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[Cite as Baker v. State, 28 Tex. App. 5, 11 S.W. 676 (1889).]

John M. Baker v. The State.

No. 6526. Decided May 29.

1. Indictment.--To the indictment transferred from the District to the County Court it was objected that the printed endorsement on the back, to-wit, "Certified copy of indictment, class No. 2," shows the same to be a copy and not the original indictment. But held that the said endorsement being neither signed nor otherwise authenticated, the objection is not well taken.

2. Carrying Pistol--Evidence.--See the statement of the case for evidence held to have been erroneously admitted on a trial for unlawfully carrying a pistol, because not relevant to any issue on trial.

Appeal from the County Court of Johnson. Tried below before Hon. F. E. Adams, County Judge.

The conviction in this case was for unlawfully carrying a pistol, and the penalty assessed by the verdict was a fine of twenty-five dollars and twenty days in the county jail.

Mary R. Renfro was the first witness for the State. She testified that she was the mother of Annette Baker, the wife of Julius Baker, who was (p.6)the brother of the defendant. The witness's husband died in 1885, leaving to witness and his daughter Annette the home place in Johnson County, Texas, which place the witness continued to occupy as her homestead, her daughter Annette and her husband Julius Baker living with her until the morning of this alleged offense, when Julius separated from his said wife and left the place. The defendant at that time lived on his own place, a short distance from witness's place. On the morning of the separation of Julius and Annette--September 4, 1887--the witness saw the defendant armed with a pistol on her said homestead place, between 250 and 300 yards south of the house. He had the pistol in his hand, and so carried it to a horse that was being led by Julius Baker, and put it in a pair of saddlebags that were across the saddle on that horse. Julius Baker was then leaving witness's house, leading the horse with one hand and his two year old daughter Pearl with the other. Annette at the same time was clinging to the child.

The remainder of the testimony of this witness is the evidence referred to in the opinion and covered by the defendant's bills of exception Nos. 12, 13, and 15, and is summarized as follows: The State's counsel directed the witness to state "all that was said and done by Julius and John Baker at the house before Julius left with the child, and while Julius and John Baker, Jeff Nixon, and John Smith were there." She replied in substance that Julius Baker, Jeff Nixon, and John Smith came to the house and Julius Baker accused his wife Annette of maintaining criminal relations with one Will Olive. Annette denied the charge, when Julius called defendant and Will Olive, who were somewhere on the premises. They came to the house and Julius made Olive, in the presence of witness, accuse Annette of having bestowed carnal favors upon him, Olive. "They" then made Olive leave, and Julius seized the child (Pearl) and started off, Annette clinging to the child and screaming. The witness followed and attempted to prevent Julius from taking the child off. She did not see a pistol at that time. Before taking the child off Julius Baker entered the witness's house, opened her trunk, and seized and carried off all of her notes and accounts.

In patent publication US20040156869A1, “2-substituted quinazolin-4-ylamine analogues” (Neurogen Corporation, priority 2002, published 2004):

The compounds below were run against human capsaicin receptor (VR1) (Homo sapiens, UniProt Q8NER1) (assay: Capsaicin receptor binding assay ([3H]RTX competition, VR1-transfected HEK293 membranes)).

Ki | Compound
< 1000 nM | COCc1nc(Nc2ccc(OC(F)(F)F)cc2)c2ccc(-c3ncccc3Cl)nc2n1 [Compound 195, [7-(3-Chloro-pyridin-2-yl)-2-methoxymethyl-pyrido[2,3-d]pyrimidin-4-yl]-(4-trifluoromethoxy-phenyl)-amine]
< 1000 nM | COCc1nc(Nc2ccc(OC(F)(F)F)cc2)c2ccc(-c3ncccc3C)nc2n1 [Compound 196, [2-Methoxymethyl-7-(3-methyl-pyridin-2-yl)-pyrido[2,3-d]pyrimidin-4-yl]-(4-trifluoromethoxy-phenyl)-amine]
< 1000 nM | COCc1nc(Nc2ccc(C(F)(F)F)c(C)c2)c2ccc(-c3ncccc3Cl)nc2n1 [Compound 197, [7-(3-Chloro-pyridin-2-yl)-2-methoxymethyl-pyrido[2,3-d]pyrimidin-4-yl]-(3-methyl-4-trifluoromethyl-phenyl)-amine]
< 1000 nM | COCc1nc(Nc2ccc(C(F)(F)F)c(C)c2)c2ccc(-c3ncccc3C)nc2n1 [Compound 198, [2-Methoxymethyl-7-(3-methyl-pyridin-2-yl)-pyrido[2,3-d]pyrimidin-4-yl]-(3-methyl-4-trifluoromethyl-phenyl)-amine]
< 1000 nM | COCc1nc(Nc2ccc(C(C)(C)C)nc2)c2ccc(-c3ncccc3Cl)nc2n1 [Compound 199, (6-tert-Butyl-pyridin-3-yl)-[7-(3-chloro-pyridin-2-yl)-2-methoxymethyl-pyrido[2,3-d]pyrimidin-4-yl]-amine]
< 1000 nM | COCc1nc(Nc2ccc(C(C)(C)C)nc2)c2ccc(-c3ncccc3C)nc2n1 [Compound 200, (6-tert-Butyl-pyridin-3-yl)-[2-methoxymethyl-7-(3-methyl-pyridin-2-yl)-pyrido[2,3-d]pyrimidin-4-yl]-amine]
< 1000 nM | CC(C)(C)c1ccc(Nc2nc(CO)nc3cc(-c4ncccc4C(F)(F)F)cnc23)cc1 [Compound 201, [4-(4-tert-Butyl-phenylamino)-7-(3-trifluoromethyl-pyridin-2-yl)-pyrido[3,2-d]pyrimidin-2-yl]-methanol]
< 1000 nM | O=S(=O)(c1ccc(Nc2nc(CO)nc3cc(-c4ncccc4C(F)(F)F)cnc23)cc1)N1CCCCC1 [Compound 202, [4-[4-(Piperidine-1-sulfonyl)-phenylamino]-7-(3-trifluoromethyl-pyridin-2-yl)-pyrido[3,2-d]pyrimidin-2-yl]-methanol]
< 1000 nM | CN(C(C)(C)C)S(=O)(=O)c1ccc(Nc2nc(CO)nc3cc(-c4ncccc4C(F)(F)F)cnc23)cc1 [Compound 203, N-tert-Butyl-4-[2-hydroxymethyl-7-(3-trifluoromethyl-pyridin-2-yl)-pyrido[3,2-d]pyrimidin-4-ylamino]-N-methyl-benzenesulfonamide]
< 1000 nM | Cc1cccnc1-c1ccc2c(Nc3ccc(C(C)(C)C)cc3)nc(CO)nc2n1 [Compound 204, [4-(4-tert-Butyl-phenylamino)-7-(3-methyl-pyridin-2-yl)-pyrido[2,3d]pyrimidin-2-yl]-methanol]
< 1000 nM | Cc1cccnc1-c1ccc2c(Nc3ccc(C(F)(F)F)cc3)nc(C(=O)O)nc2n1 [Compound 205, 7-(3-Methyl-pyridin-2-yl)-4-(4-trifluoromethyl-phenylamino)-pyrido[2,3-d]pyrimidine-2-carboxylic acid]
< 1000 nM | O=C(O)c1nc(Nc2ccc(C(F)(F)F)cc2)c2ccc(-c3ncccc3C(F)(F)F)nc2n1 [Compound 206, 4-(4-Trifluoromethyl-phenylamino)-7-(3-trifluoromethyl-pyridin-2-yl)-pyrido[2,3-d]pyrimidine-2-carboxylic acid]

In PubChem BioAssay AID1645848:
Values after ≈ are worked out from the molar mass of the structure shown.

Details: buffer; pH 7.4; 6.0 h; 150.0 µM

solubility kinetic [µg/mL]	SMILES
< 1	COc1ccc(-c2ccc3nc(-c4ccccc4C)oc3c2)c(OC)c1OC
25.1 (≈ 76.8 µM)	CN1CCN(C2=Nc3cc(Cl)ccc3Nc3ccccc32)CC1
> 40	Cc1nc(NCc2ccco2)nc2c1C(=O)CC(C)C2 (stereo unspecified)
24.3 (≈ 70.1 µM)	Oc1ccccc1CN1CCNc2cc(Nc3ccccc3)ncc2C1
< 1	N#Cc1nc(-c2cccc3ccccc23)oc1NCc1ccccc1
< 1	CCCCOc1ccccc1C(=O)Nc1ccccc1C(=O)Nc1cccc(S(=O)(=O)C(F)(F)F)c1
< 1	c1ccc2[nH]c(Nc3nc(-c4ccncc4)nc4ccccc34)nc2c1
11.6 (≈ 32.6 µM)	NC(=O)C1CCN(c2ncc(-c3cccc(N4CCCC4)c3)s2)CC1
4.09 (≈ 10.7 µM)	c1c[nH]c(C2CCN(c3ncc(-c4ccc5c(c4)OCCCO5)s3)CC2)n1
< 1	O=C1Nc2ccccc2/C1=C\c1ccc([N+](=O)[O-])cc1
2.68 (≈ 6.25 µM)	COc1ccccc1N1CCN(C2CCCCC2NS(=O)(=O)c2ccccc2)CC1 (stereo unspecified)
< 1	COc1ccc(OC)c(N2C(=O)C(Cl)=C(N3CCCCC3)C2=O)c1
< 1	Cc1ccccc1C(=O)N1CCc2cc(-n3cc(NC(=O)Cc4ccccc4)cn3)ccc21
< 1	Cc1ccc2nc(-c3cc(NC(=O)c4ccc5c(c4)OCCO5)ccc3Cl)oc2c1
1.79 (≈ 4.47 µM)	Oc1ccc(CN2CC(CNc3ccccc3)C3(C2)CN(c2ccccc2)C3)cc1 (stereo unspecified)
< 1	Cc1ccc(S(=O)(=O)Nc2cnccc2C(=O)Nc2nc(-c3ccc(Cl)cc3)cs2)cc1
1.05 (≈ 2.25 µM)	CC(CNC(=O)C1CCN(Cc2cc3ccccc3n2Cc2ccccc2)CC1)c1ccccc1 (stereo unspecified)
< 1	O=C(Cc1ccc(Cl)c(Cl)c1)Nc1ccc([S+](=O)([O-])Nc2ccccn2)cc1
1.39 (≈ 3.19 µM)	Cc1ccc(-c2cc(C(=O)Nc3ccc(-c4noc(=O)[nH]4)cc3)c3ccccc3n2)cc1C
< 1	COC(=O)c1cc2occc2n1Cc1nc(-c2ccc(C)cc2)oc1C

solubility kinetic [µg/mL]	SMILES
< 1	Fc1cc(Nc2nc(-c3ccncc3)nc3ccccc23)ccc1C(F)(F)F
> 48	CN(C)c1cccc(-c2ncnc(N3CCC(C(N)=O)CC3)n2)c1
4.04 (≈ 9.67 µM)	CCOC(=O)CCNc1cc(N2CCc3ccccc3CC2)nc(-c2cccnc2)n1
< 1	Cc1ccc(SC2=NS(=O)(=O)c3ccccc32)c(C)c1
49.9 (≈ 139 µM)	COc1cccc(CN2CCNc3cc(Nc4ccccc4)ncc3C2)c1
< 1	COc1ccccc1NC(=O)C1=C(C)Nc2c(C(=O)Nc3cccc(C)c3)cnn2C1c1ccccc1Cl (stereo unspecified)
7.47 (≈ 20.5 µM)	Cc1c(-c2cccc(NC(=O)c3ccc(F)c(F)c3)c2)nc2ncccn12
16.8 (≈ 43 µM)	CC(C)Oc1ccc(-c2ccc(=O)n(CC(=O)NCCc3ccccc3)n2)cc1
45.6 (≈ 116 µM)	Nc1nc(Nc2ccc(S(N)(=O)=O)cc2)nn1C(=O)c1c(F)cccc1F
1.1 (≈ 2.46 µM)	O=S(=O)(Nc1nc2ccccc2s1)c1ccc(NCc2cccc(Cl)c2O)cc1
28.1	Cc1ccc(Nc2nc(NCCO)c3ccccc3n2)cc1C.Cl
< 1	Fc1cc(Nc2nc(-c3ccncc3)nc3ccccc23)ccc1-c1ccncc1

Annette Baker was the next witness for the State. She testified that her husband, Julius Baker, left her on the morning of September 4, 1887, taking their daughter Pearl with him. When he left the house of witness's mother with the child, witness followed him, struggling to prevent the removal of the child. When they reached a point about 250 yards from the house defendant joined them with a pistol, which he put in a pair of saddlebags on Julius's horse. When witness saw the pistol she released the child and seized the weapon. Julius then wrenched the pistol from her and in the struggle which ensued defendant seized the child and left. The defendant's fourteenth bill of exception shows that in answer to the same question propounded to Mrs. Renfro as to what was (p.7)said by Julius Baker, Nixon, and Smith, etc., this witness made substantially the same statement her mother made, adding that when under the direction of Julius Baker Will Olive admitted having maintained criminal relations with her, she denounced said Olive as a liar and threatened to kill him. The State rested.

Julius Baker testified for the defense, in substance, that he was present when the alleged offense was committed by the defendant. The pistol alleged to have been carried by the defendant on that morning was the pistol of John Smith, which the witness borrowed on that morning and left in a trough at the barn on Mrs. Renfro's place. The witness separated from his wife on that morning. When he started away from the house with his little daughter he requested the defendant to go to the barn, get the pistol and bring it to him. He had put the pistol in the trough at the request of the defendant, who persuaded him not to carry it on his person. Defendant went to the barn, got the pistol, and brought it to a point on Mrs. Renfro's place where the witness was, and put it in a pair of saddle bags on the witness's horse, and that was the extent to which he carried the pistol. When defendant put the pistol in the saddlebags witness's wife seized it, and witness took it away from her and went on to his mother's house with his child.

On cross-examination the witness said that Jeff Nixon and Will Olive were two men who lived on Mrs. Renfro's place and cultivated crops. Olive went to a party on the night of September 3 and had not returned on the morning of the 4th. Witness borrowed the pistol about daylight on the morning of the 4th, his purpose being to go after and bring Olive back to Mrs. Renfro's house. defendant persuaded him not to take the pistol with him, but to leave it in the barn. Leaving the barn, witness went to Mrs. Renfro's house and got an account book and a note book, took them to the barn, and gave them to defendant. Witness then got Nixon and John Smith and went to Burleson, about three miles distant, to get Olive. Not finding Olive at Burleson, Smith went back, and witness, borrowing a pistol from Mr. Dotson, went with Nixon to the house of an uncle of Olive, where they found Olive, whom they took back to Mrs. Renfro's place. Within a half mile of Mrs. Renfro's place they met defendant and John Smith. Defendant and Olive went to the barn and witness, Nixon, and Smith went to Mrs. Renfro's house. Defendant and Olive soon came to the house, and witness seized his child and left.